With all of America’s turmoil, you might feel discouraged. Worn down. Like there’s nothing you can do that will really make a difference because the system is so big that whatever you do just won’t matter.

Not true. You can make a difference. But you might want to think a little closer to home. More than three dozen Facebook friends this week offered advice on ways to cure feelings that that you can’t be agents of change.

Say “please,” “thank you” and “hello” to strangers, one high school buddy shared. “Open and hold doors, help senior citizens with shopping and rides, volunteer for children’s programs and sports. Smile and have a positive attitude. Set a good example and let others see it.”

Retired advertising executive Peter Wertimer of Charleston added, “Volunteer to work pro bono for a worthy cause of some kind. Think about someone or something other than yourself or your own complicated life for awhile.”

A Columbia friend added, “This seems so simple, but I try to always compliment strangers as much as possible.”

Another guy chimed in, “Say ‘good morning’ to your spouse, coworkers and strangers. Hold the door for people. Ask people how things are going and see if you can help them in any way. Be a friend.”

In other words, engage with people you don’t know or who don’t look like you. Acknowledge their existence and show we’re all in this together. Brighten someone’s day.

Or simply inspire them, as one former state representative shared: “I told a little Latino girl this morning I hoped she would become president of the United States one day,”

West Ashley carpenter Michael Kaynard saw an employee in a big box store give a hug to a co-worker — and then to him. “Everyone had a big smile on their face. This act probably made a big impact on how we all felt the whole day.”

This is not huge, systemic change, but it makes people in communities feel more connected.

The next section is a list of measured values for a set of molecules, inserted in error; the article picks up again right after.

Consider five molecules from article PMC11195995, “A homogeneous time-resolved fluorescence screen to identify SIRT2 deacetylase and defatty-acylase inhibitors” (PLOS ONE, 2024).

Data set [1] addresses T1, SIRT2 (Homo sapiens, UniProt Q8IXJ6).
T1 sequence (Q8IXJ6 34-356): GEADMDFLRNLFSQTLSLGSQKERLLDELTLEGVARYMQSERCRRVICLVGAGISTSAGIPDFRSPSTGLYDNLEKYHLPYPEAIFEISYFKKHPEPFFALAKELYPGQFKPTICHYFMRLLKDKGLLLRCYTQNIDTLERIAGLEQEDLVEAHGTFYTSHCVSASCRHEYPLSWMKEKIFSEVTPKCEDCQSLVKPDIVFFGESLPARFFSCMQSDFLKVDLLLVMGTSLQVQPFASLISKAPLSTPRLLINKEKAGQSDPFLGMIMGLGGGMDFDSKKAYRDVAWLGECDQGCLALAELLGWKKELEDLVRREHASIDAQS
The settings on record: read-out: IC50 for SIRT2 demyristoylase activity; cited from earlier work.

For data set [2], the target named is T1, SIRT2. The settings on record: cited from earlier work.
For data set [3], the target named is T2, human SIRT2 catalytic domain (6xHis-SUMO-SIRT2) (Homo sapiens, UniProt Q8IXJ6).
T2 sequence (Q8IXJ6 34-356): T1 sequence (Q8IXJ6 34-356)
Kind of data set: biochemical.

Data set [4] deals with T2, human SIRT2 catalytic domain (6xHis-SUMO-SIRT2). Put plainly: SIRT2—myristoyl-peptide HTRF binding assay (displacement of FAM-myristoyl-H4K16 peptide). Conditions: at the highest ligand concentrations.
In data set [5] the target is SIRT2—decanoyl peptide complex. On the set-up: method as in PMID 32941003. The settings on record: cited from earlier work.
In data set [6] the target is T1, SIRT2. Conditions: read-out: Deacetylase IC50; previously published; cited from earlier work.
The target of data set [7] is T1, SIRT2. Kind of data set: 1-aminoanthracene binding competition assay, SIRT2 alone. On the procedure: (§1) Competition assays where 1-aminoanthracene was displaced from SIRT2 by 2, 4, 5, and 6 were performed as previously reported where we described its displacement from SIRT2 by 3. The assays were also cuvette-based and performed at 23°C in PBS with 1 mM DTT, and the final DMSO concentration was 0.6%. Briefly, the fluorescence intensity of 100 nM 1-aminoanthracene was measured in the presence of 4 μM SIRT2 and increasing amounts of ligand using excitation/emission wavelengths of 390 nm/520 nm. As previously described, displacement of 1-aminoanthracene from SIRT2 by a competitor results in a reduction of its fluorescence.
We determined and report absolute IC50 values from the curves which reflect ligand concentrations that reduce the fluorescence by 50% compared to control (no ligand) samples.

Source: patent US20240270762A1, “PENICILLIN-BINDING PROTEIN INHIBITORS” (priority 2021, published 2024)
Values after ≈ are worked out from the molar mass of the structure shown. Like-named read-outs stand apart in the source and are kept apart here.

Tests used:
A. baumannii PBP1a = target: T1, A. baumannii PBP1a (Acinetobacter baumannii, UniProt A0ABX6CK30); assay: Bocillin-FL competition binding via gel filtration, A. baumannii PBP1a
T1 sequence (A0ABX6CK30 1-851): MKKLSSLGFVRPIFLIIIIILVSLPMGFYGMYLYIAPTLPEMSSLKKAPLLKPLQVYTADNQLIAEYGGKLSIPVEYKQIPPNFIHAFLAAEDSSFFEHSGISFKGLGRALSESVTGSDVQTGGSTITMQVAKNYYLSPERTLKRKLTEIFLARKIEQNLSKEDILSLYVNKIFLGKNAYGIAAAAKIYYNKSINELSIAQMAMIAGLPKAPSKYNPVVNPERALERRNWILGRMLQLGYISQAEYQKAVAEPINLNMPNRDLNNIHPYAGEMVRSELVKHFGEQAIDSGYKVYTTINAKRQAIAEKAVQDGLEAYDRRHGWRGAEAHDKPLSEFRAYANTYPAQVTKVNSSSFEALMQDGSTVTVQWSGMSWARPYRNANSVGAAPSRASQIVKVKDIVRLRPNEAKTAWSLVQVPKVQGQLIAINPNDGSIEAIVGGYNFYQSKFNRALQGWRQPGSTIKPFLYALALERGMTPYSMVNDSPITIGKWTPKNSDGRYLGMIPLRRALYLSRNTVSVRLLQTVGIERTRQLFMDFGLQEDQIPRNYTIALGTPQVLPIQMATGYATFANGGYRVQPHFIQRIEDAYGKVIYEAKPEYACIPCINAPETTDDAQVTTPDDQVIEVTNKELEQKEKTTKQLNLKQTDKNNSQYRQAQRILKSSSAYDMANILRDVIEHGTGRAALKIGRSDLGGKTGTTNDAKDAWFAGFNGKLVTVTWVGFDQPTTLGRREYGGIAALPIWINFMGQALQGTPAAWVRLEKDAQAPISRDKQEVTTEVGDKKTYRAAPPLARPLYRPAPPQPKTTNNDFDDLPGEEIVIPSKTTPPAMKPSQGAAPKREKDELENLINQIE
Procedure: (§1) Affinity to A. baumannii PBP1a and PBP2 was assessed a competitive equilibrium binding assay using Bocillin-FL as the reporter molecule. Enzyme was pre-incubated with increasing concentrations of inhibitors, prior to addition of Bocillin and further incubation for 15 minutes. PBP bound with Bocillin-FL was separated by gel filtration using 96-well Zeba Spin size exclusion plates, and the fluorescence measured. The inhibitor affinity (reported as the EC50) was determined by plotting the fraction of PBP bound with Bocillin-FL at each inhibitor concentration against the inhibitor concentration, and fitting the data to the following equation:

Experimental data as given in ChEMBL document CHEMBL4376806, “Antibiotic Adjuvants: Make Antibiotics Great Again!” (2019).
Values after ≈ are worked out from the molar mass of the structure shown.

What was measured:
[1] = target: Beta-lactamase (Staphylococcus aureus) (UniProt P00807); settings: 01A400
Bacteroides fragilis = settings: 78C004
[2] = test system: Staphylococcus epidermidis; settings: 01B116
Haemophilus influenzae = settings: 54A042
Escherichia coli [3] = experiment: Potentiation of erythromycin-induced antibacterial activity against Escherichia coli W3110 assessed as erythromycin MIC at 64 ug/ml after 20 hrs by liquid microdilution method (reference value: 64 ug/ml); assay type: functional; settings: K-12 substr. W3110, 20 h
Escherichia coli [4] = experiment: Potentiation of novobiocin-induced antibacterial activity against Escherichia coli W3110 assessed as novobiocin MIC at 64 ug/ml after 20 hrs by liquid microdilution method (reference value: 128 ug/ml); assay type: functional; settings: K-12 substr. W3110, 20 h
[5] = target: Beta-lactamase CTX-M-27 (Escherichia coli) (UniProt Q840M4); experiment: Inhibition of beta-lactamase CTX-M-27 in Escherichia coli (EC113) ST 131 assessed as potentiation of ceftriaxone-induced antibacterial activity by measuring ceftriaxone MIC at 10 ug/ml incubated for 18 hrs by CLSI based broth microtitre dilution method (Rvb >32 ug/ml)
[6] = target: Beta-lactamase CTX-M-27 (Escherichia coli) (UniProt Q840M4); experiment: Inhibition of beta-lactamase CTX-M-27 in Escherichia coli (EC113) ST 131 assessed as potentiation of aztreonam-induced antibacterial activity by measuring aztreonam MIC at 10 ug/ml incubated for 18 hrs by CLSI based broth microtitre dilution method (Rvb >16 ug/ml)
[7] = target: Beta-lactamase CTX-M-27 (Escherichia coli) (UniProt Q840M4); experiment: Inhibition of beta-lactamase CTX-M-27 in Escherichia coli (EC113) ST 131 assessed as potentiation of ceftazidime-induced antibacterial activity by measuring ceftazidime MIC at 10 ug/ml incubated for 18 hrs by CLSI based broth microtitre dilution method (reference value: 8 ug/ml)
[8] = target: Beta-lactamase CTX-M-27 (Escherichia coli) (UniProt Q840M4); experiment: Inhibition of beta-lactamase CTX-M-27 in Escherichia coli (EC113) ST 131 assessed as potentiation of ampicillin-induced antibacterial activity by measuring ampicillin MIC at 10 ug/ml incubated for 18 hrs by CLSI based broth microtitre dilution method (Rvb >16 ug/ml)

Other friends offer suggestions for intentional acts of kindness, as evidenced by one Atlanta runner: “I bring a reusable bag and EVERY DAY pick up 30 to 40 bottles and cans off the street and get them back into secondary use.”

“Ride local transit,” Mount Pleasant lawyer William Hamilton suggests. “You’ll meet people and find new ways to connect in your community. It’s cheap and fun.”

Tom Johnson, executive director of Magnolia Plantation and Gardens in Charleston, said a lot of good never gets reported. His attraction, for example, is responsible for about $500,000 of related “giving” to the community each year through free tickets to people who donate blood or collect food, and free memberships to those who adopt pets. “I bet a lot of other companies are contributing more to the common good than we are aware of. Bad stuff makes the news.”

Others intentionally “pay it forward” by paying anonymously for something for someone.

“I pay for person’s fast food in line behind me in the drive through,” one college friend explained. “Give a $20 to the cashier at the grocery store to help offset the bill of the person behind me l and walk away quickly so I get no credit. Pay for young couple’s dinner at nicer restaurants when it looks like a stretch for them.”

Several people suggested becoming a guardian ad litem — a legal advocate for children in trouble. There’s some legal training involved, but it’s hugely rewarding, former reporter Bill Steiger of Tampa, Florida, shared: “The best part about being a guardian ad litem ... is the chance to make a one-on-one positive difference in a child’s life. Yes, I could give money to a charity or maybe serve meals to the homeless — all great gestures — but to sit down every month with a child and form a bond and help them solve problems, or just be a friend at a very traumatic time in their lives, is truly special.“

Columbia public relations executive Ashley Hunter has been a guardian for 15 years. “It is hard; it is emotional many times. But some days, you also see a happy ending for these children and these families.”

Pay it forward. Commit random acts of kindness. Or just be kind, intentionally.

Andy Brack is editor and publisher of Statehouse Report. He can be reached at feedback@statehousereport.com.